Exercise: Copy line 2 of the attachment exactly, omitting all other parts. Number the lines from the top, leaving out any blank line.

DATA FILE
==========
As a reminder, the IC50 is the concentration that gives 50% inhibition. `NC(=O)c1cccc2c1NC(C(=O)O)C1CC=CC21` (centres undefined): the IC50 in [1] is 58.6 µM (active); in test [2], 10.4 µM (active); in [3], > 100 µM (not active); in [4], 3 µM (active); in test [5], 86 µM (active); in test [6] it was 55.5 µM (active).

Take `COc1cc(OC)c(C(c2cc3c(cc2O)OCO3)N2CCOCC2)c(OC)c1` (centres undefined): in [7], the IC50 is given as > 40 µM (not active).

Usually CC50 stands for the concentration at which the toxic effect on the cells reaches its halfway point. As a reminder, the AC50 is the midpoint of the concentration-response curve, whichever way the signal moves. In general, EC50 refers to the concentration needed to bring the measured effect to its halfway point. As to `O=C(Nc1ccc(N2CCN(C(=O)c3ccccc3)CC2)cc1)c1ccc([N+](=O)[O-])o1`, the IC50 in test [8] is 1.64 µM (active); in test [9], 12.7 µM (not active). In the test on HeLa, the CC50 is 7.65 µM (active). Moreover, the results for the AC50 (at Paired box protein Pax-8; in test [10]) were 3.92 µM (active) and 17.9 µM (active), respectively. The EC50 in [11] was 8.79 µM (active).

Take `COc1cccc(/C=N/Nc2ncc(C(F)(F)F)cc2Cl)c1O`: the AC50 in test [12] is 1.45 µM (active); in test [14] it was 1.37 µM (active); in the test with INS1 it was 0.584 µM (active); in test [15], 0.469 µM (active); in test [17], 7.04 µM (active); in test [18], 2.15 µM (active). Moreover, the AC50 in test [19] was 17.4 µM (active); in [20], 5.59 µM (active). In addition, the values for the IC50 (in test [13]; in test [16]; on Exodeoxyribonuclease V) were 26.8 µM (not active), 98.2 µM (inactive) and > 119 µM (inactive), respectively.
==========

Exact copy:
Take `COc1cc(OC)c(C(c2cc3c(cc2O)OCO3)N2CCOCC2)c(OC)c1` (centres undefined): in [7], the IC50 is given as > 40 µM (not active).